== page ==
Office Hours: How to format a startup resume

Originally published on Medium.

Ah, resume crafting in the age of the internet. So many genuinely useful resources (like, ahem, Office Hours); so many terrible resume templates floating around, waiting to lead you astray.

There’s a narrative about startups that says edgy, experimental applications will get you noticed—that you should save the simple stuff for the corporate jobs. As a startup that wades through thousands of resumes every year, we’d like to personally dispel that myth.

So if your resume.docx looks more like the homepage of quirkyfonts.com, go ahead and X out, take a stretch break, and let’s talk clean and simple formatting.

Why simple formatting?

Unless you’re an experienced graphic designer, your resume does not need to look like it was created by a team of creatives. For the average job seeker, trying to get too fancy with formatting nearly always backfires. Too many fonts and styles can render your resume confusing and hard to read—and most importantly, it can distract a busy hiring manager from absorbing the content.

It should be the experience on your resume that makes you stand out, not your wacky font choice. (And no matter how unique your resume template seems, the hiring manager scanning through hundreds of PDFs will probably have seen that precise design half a dozen times by the time they get to your file.)

So keep it simple, make it easy to skim, and let your qualifications do the talking.

The basics of formatting

1. Pick one (simple!) typeface, and stick to it

A typeface is a set of fonts (like Times New Roman or Comic Sans), and a font is a specific weight and size of that typeface (like 12pt bold Helvetica). Only use one typeface for your resume, and stick to just two sizes: one for the bulk of your experience, and one to emphasize section heading names and/or your name. If you’re not sure what typeface to choose, stick with Times New Roman or Helvetica—and whatever you do, don’t get too quirky. Free internet fonts are almost never your friend.

When it comes to size, readability is key. For the body copy, a font size smaller than 11pt will be difficult to read in print. When in doubt, stick to 12pt.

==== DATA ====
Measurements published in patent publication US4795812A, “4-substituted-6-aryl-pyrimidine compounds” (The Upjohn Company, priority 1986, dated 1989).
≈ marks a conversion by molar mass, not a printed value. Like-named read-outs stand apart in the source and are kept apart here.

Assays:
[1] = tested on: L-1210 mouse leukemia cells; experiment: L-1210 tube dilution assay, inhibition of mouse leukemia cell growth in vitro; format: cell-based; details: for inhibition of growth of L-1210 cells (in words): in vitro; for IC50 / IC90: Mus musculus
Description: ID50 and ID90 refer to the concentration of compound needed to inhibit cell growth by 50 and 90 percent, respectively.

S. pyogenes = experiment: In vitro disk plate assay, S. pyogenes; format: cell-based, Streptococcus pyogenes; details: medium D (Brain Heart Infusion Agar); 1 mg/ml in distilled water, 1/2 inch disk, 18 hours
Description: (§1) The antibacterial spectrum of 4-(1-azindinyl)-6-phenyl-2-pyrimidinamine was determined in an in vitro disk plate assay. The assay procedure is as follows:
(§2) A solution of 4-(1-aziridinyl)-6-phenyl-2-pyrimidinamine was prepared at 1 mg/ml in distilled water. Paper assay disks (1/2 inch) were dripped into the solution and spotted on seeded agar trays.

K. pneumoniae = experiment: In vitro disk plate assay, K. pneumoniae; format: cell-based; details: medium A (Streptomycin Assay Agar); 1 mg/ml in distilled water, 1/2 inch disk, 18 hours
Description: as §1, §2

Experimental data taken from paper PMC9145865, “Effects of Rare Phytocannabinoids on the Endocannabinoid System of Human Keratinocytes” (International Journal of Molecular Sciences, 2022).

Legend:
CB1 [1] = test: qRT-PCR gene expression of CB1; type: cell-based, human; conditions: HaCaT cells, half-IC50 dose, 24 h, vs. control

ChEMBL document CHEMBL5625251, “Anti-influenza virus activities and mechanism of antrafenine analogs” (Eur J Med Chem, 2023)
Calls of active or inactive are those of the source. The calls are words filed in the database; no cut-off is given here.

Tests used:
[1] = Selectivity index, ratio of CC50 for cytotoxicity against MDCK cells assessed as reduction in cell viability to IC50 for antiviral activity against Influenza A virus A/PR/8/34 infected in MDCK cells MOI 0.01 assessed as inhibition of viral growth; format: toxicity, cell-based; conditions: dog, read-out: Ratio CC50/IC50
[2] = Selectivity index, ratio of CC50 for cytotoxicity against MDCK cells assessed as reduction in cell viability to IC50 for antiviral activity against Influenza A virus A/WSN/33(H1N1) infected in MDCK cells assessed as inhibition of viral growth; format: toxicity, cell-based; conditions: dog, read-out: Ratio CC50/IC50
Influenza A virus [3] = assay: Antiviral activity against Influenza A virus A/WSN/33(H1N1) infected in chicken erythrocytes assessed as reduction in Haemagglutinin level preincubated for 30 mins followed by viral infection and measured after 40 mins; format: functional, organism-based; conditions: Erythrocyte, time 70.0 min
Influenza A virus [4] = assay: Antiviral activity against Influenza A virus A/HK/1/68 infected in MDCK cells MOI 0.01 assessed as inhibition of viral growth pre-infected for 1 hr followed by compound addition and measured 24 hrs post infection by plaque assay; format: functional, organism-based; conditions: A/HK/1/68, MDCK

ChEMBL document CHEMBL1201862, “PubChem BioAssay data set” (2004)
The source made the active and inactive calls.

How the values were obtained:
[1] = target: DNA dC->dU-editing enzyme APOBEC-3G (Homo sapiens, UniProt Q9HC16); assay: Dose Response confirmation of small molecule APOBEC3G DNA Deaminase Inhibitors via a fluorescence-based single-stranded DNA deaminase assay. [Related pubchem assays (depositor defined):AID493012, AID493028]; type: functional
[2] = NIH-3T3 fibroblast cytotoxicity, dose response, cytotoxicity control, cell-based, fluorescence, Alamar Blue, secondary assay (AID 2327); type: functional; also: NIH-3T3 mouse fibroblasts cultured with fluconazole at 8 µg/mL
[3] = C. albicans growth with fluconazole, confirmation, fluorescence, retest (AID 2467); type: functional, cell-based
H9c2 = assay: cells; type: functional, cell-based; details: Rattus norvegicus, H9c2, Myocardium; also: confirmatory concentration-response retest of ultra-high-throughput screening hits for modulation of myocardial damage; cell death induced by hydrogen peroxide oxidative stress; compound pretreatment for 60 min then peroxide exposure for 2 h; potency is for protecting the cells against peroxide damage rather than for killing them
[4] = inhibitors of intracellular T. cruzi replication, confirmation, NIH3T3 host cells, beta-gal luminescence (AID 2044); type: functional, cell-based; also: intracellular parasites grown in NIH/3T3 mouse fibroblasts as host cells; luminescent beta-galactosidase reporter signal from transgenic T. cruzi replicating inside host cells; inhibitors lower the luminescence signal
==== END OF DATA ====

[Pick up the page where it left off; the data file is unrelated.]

This goes for color, too—sticking to all black is always a safe bet.

2. Keep it to one page—seriously

Unless you’ve been in the workforce for decades, there’s no reason for your resume to creep onto a second page. It’s a pet peeve for the resume reviewers on the VFA team, and we’d bet other hiring managers feel the same way. Be succinct, and only include the information that matters for the specific role to which you’re applying. More on choosing content here.

3. Watch out for HTML formatting

If you copy/paste text into Word or Pages, the formatting can get a little wonky, and it can also be hard to fix. Make sure to always right click and select “paste and match style”—that way, you’re stripping the formatting from the beginning, and won’t run into weird, seemingly unfixable errors down the road.

4. Align elements carefully to make your resume look neat and professional

When you’re right-aligning or indenting information (like date ranges for different roles, or employment locations), use tabs instead of spaces. Spaces won’t align things precisely, and will be harder to edit when you’re trying to change the content of your resume down the road.

Likewise, the bullet points that describe your experience should align throughout your resume. Make sure they’re consistent.

5. Keep readability in mind when changing margins and line height

For a primer on readability, check out this article from Baymard Institute, a UI research lab.